Recall that a module $M$ over a ring $R$ is reflexive in case the natural evaluation map $f_M:M \rightarrow M^{**}$ (where $M^{*}=Hom_R(M,R)$) is an isomorphism, where $f_M(m)=g$ with $g(h)=h(m)$, when $h \in Hom_R(M,R)$. For example every projective module is reflexive. Assume that all modules in the following are finitely generated. Call a reflexive module non-trivial in case it is not projective.

Question: Does an arbitrary ring of finite global dimension have global dimension at most two if and only if there is no non-trivial reflexive module?

Here two similar questions restricted to finite dimensional algebras:

Does a finite dimensional algebra have a non-trivial reflexive module in case it has finitistic dimension at least 3?

Does a finite dimensional algebra of finite global dimension have global dimension at most two if and only if it has no non-trivial reflexive modules?

In general a non-trivial reflexive module implies that the global dimension of a ring with finite global dimension is at least three but I do not know about the other direction. The answer should be positive for QF-3 algebras.

  • 2
    $\begingroup$ For Noetherian commutative rings, this follows from Auslander-Buchsbaum formula. $\endgroup$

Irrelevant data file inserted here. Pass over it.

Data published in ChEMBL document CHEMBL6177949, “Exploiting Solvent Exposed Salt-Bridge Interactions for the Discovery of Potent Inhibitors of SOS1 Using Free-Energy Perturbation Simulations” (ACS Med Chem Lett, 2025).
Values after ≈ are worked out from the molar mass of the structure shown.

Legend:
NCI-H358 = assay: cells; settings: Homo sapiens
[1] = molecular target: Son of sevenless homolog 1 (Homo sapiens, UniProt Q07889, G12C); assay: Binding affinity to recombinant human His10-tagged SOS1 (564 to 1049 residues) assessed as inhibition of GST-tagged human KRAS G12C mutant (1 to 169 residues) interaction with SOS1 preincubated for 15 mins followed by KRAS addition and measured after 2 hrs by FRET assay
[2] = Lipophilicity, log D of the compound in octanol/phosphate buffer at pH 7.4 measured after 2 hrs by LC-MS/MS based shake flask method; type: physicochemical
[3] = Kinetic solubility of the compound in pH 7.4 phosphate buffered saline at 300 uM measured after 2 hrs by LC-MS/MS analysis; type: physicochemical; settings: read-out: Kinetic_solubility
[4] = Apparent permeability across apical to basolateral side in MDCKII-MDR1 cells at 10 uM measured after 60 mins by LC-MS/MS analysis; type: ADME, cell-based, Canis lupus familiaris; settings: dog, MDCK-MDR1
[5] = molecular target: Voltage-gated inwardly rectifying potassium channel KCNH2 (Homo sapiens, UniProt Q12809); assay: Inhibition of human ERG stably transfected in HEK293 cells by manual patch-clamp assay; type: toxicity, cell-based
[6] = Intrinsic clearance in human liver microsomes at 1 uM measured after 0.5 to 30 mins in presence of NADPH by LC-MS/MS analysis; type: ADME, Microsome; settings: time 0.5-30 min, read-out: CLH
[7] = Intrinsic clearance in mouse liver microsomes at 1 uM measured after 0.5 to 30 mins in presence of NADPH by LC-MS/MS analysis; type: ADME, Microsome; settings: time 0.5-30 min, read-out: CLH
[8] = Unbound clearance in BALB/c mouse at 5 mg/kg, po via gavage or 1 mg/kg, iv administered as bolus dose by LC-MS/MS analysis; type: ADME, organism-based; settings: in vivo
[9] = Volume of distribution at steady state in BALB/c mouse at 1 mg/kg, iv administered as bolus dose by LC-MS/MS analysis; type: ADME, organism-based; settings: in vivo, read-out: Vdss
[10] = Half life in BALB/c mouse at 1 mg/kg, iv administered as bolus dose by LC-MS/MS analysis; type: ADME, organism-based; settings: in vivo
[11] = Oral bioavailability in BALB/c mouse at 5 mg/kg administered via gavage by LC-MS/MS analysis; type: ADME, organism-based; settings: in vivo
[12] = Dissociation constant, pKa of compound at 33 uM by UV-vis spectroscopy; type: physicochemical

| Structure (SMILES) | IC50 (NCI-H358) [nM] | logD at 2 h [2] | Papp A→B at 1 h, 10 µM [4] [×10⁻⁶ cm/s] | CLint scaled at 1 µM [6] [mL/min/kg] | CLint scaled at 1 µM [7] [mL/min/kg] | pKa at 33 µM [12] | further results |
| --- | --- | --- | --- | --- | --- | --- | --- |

– Mohan
    Dec 17, 2018 at 14:42
  • 1
    $\begingroup$ Probably you intend some finiteness condition? There are infinitely generated non-projective reflexive abelian groups. $\endgroup$ Dec 18, 2018 at 9:13
  • $\begingroup$ @JeremyRickard Thanks, I was actually only thinking about finitely generated modules. I edited it. $\endgroup$
    – Mare
    Dec 18, 2018 at 9:32

1 Answer 1


The algebra with quiver

$\require{AMScd}$ \begin{CD} \bullet @>>>\bullet@>>>\bullet\\ @AAA&@AAA\\ \bullet@>>>\bullet \end{CD}

and radical square zero has global dimension three and (according to my calculations) no non-projective reflexive modules.

  • $\begingroup$ QPA says you are right. It must have been some work to come up with this example (or do you have a trick?). Thank you very much! $\endgroup$
    – Mare
    Dec 24, 2018 at 12:01
  • 1
    $\begingroup$ @Mare Well, for a radical square zero quiver algebra, it's not hard to see that having no non-projective simple reflexive modules is equivalent to having no arrows $\alpha:i\to j$ such that $j$ is not a sink and $\alpha$ is the only arrow starting at $i$ and the only arrow ending at $j$. So then you only have to worry about indecomposable non-simple, non-projective modules; and this algebra only has three of those. $\endgroup$ Dec 24, 2018 at 12:46

Your Answer

By clicking “Post Your Answer”, you agree to our terms of service, privacy policy and cookie policy

Not the answer you're looking for? Browse other questions tagged or ask your own question.